The same data can be used to generate highly personalized friction-free interactions and solutions. By tailoring product offerings against particular customer segments, insurance companies can improve their NPS scores, drive customer satisfaction and, ultimately, generate more revenue. The need to securely store, process, utilize and render all this new customer data can be mee through various technology components: from cloud computing environments, the simple mobile-first platform, robotic automation to blockchain or digital twin technologies.

New entrants helping the sector range from cargo insurance startup Parsyl uses the internet of things (IoT) to let shipping providers know if a product has been damaged before delivery. SME-focused InsurTechs such as Layr, Slice Labs, Next Insurance, Tapoly use artificial intelligence and machine learning to help small businesses find the right personalized and flexible plans and make sure they are serviced when needed.

There have already been several AI applications deployed through a variety of use cases, and the great thing is that we are continuously learning about those new use-cases that can define patterns to ensure that every application is not only regulatory compliant but also ethical. 

In the healthcare industry, we have already seen insurance providers such as John Hancock collaborate with Fitbit and Vitality to incentivize policyholders to become more active and make healthy lifestyle and nutrition decisions and, as such, gain access to special rates on insurance premiums. Many health insurance companies offer discounts on premiums based on a customer’s daily habits, tracked via smartphone or wearable. The data collected is non-intrusive, and enrollment is entirely optional.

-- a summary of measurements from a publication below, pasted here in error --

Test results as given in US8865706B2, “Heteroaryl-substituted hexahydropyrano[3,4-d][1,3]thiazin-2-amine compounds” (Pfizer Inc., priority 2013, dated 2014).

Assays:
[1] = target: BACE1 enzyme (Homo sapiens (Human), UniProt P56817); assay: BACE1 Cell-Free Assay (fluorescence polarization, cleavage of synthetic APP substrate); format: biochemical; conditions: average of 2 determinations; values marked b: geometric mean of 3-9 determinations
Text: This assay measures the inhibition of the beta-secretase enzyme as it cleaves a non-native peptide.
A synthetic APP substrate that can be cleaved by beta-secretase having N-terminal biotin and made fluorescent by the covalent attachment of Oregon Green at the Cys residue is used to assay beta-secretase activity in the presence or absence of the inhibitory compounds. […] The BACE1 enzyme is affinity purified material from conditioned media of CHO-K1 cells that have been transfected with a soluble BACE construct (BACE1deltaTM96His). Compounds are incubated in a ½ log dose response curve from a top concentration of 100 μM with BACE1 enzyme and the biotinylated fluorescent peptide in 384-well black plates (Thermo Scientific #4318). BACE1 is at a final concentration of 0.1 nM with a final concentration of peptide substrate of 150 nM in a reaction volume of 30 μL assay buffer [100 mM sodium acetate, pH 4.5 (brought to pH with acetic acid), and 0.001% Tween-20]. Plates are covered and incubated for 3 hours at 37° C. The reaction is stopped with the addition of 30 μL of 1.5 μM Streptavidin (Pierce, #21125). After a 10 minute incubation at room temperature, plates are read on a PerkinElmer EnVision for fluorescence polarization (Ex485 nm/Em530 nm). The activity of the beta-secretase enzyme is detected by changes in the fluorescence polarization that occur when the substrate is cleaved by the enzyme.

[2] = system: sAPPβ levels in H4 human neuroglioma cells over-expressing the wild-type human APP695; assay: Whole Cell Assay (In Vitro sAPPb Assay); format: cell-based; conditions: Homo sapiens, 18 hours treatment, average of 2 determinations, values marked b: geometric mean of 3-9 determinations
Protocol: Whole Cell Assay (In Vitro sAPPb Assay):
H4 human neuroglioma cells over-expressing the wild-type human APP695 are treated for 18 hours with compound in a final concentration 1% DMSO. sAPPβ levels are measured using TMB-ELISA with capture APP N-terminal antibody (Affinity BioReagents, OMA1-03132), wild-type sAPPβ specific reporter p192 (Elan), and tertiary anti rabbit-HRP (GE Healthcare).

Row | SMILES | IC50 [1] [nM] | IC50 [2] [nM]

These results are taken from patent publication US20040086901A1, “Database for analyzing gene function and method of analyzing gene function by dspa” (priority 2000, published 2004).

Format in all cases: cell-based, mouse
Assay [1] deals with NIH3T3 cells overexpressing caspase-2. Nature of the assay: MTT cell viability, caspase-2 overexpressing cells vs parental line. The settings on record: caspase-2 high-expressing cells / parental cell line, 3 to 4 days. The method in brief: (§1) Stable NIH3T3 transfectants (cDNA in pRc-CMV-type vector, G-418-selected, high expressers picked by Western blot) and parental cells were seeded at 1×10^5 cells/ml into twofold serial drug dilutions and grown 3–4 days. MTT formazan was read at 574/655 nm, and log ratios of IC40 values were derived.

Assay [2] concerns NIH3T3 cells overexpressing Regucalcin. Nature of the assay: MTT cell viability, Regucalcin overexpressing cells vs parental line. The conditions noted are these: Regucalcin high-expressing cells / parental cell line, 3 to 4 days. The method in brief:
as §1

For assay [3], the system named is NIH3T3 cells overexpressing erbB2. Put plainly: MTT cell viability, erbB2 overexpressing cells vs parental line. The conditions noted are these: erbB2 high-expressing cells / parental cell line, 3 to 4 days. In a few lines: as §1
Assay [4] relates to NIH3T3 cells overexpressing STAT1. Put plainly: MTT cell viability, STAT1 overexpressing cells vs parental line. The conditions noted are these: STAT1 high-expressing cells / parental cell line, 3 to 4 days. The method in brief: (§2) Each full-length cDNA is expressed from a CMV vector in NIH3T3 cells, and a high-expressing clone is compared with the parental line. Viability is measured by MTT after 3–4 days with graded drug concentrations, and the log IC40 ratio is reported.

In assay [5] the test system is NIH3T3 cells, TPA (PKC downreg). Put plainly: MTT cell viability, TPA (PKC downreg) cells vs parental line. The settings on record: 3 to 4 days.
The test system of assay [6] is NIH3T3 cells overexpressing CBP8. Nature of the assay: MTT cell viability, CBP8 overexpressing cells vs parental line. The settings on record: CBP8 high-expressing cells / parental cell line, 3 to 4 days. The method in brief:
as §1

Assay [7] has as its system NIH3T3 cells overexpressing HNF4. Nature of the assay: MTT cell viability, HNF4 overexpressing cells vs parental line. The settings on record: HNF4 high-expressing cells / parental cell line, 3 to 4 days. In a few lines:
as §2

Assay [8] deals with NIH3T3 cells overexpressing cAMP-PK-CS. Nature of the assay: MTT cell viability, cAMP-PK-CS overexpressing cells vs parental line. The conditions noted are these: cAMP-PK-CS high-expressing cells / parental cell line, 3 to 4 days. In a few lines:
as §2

2: It follows with combining use-cases with impact-driven applications of AI

With the combined powers of big data and artificial intelligence at work, health providers and insurers can ensure a faster, smoother, and more satisfying customer experience every time. 

As a practice area, AI has already attracted over 13,000 ventures, which raised over $230Bn over ten years. 

Here are a few applications of artificial intelligence in health insurance across different sectors:

  • Risk-modelling: Assessing lifestyle factors within a specific customer segment, adding medical history while taking appropriate steps to mitigate can save both money and lives. Consequently, the deployment of a proper risk management framework should become a priority for any health insurance provider. AI can automate risk management using its ability to look for customer data patterns, thereby improving customer experience down the road. For instance, Sight Diagnostics developed a platform for blood analysis and infectious disease diagnostics based on its computer vision technology in the healthcare space. Its platform is built on sample preparation, biological staining, machine-vision algorithms, and clinical instrumentation to analyze the data and provide diagnostic solutions suitable for point-of-care use. In the past, many health insurers relied on a claims-based risk-adjusted models to calculate risk scores and medical and pharmacy claims information to predict health care costs, which were built to forecast the risk of populations, but not at an individual level. These models give a fairly decent estimation of population risk but are unsatisfactory for individual risk. Innovaccer is a healthcare data company able to identify high-risk patients to estimate the future cost of their care based on past medical history, clinical and socioeconomic data, and a host of other factors. Their cutting-edge AI techniques and advanced algorithms are instrumental parts in the transformation to value-based care.